Things like conditionally printing styles on-render for Gutenberg blocks were not ideas that came out of thin air… These things came to be because AMP was applying some tree-shaking, removing all styles for elements that were not on the page, and then inlining the resulting CSS, limiting it to a few kb.
    AMP was not a good thing. But it did use some techniques that were brilliant. It pushed people to try and do more with CSS instead of JS. It pushed us all to write better frontend code.

    A new performance team for WordPress core is being spearheaded by Yoast and Google-sponsored employees. The initial proposal is to improve core performance as measured by Google’s Core Web Vitals metrics.

    As one of those developers, I can say that I don’t really care about the “Core Web Vitals”. What I care about, is reducing the carbon footprint of the web. Since WordPress accounts for 40%+ of the web, every single byte I can save on a page visit counts immeasurably. Improving performance is good because building a website that requires downloading 4MB of data on each page load is insane. Not everyone is as fortunate to have unlimited, fast internet… And we seem to have forgotten that.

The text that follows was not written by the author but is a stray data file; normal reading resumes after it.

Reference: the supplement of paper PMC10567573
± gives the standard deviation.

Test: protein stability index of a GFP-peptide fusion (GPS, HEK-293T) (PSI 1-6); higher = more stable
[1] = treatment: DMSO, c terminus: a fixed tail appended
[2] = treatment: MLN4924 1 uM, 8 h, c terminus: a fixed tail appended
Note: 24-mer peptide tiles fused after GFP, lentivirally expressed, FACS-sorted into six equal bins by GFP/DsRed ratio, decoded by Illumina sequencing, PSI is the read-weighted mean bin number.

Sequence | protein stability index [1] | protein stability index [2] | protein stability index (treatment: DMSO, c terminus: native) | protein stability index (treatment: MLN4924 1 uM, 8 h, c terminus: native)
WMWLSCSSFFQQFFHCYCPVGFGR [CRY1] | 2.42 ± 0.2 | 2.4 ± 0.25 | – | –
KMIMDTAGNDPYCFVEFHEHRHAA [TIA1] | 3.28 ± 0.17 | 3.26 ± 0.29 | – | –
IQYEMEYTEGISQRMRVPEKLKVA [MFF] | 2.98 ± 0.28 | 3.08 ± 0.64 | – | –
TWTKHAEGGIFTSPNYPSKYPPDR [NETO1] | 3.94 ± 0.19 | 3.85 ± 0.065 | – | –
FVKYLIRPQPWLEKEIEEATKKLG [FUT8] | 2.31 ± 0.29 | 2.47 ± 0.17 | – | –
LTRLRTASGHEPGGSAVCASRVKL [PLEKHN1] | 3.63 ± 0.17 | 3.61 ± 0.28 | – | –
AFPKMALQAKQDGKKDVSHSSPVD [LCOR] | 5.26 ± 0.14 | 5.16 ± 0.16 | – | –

is there a long game that serves Google’s interests being woven into this initiative? Would these employees even be aware of it if there were?

    I can’t speak for Google employees… But as a Yoast employee, I am not aware of any plans or long-games. I was given the freedom to try and improve the performance of WP because my personal beliefs of improving access to the web and its sustainability aligned with my employer’s principles.
    So far WP has democratized publishing… it’s about time we democratize content delivery as well.

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  18. I for one love AMP, it seems that those who are critical of it are very vocal, and a large majority of us who like AMP and can appreciate the benefits that it brings to the web are really not so keen on being so vocal and outspoken, because we have things to do, and AMP works perfectly. And so in the zeitgeist of the domain, all that we hear are the critical voices.

    No, there are no database issues, it simplifies the site build and yes makes it load fast. I mean people on the critical side are looking for all sorts of issues and I don’t think there’s any solution that those on the critical side would ever agree to.

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  19. I had a bad experience with Google AMP. And I advise general users not to use it.